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The research is part of a project sponsored by Privacy International called Privacy in the Developing World. You can see here the goals of this particular research for Latin America.

Below you can read PI statement with respecto to Privacy in the Developing World.

Building capacity and conducting research across the developing world.

Defending the right to privacy in developing countries involves overcoming unique challenges, from the absence of legal and institutional frameworks, and fragile security environments, to rapid economic growth and privatisation. Privacy International collaborates with partners in developing countries across Africa, Asia, and Latin America to overcome these challenges and conduct research and advocacy to encourage laws, regulations and practices that protect and promote the right to privacy. We have elaborated a global research agenda and defined our objectives as follows:

  • To identify the state of privacy protections in partner countries, and comparable standards and best practices, in order to facilitate policy engagement efforts designed to encourage the adoption, strengthening and implementation of data protection frameworks.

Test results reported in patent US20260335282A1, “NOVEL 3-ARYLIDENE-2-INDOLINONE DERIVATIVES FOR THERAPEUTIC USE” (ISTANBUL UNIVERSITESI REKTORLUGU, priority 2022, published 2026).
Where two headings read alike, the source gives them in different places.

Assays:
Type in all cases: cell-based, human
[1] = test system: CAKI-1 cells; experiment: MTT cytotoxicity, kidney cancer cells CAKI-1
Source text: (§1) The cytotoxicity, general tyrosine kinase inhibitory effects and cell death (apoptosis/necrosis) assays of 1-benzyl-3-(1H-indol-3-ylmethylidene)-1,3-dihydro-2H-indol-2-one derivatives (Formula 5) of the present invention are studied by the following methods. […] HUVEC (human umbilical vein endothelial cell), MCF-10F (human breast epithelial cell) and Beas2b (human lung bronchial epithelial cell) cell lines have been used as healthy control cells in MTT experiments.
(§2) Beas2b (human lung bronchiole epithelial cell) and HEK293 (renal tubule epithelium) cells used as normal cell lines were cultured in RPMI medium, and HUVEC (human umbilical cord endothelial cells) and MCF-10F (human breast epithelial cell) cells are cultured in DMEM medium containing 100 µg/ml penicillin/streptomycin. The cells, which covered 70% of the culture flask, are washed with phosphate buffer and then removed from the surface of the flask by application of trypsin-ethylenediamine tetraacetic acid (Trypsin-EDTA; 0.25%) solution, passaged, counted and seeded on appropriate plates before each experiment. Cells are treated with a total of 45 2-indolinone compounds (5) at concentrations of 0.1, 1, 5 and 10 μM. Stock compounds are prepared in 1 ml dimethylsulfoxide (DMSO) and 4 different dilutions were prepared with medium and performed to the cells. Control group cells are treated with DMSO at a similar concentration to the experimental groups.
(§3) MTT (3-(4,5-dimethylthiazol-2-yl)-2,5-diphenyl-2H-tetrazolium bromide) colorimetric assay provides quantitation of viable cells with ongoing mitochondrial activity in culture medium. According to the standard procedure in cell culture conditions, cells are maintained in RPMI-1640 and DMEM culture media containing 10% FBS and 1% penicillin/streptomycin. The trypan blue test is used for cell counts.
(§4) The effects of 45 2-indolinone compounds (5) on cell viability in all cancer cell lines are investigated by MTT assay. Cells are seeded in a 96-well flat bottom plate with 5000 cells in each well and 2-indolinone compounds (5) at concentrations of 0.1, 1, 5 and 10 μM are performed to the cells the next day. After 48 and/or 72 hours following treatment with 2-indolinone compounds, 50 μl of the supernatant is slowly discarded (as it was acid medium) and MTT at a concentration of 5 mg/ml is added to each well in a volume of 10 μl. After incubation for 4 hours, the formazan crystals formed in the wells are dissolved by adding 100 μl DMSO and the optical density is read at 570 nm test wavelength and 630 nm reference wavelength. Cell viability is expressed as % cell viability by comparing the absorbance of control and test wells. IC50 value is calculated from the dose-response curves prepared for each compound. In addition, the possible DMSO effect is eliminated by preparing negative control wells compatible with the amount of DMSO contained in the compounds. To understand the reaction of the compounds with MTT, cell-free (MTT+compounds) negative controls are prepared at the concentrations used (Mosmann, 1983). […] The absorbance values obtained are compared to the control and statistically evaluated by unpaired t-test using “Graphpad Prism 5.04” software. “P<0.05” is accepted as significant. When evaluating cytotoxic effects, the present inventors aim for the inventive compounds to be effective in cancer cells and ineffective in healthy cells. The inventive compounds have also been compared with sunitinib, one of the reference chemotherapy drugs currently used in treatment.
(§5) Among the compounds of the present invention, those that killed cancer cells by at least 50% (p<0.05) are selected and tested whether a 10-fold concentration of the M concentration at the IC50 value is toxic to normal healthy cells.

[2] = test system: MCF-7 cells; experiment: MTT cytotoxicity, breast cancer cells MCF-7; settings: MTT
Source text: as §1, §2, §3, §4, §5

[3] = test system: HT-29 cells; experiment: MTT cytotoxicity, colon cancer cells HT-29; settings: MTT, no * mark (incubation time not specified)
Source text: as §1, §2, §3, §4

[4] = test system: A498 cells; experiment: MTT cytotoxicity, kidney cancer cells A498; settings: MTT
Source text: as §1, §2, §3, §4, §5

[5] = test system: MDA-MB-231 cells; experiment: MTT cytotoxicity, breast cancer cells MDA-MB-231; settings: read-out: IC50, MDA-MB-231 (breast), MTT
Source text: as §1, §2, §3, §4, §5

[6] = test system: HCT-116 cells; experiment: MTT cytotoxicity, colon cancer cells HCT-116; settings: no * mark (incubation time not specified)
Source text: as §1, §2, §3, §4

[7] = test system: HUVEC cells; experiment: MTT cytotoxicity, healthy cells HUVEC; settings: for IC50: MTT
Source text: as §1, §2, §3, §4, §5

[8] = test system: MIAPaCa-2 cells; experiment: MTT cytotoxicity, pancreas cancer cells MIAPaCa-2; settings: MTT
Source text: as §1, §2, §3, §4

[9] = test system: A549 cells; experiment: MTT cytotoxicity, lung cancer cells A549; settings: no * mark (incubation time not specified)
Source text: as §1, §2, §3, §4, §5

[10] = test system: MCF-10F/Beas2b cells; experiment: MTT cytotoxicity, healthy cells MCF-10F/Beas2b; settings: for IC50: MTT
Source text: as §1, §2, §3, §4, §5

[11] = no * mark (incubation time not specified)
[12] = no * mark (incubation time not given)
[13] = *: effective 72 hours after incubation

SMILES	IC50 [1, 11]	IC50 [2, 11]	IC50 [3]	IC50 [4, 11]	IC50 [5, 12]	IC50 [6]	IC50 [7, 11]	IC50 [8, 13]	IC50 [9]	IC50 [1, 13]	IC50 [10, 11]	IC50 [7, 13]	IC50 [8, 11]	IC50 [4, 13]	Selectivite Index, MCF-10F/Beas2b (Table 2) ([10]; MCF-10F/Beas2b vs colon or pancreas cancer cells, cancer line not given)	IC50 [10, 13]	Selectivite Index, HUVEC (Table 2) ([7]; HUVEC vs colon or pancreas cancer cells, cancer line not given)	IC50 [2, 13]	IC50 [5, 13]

• To understand the design and operation of different communications regimes, and to uncover surveillance practices, to socialize norms of privacy in communications and advocate for legislative and regulatory protections in communications systems.
  • To establish the appropriate legal frameworks to implement advanced surveillance techniques within the confines of the rule of law.
  • To uncover the nature and operation of local intelligence services, and advocate for the strengthening of oversight mechanisms.
  • To reveal that measures taken in the name of development and security may lead to the quashing of dissent, the violation of sexual and reproductive rights, and the entrenchment of social divides.
  • To critically analyse the state of privacy protections in public service delivery, with a particular focus on e-health systems and social protection programmes.
  • To extend existing research and advocacy efforts to new countries and regions where ID and biometrics is emerging as a key topic of public discourse.



This is the website for the research project conducted by Prof. Danilo Doneda (FGV, Brazil) and prof. Pablo A.Palazzi (UDESA, Universidad de San Andres, Argentina).

Prof. Nelson Remolina will be doing the section for Colombia.

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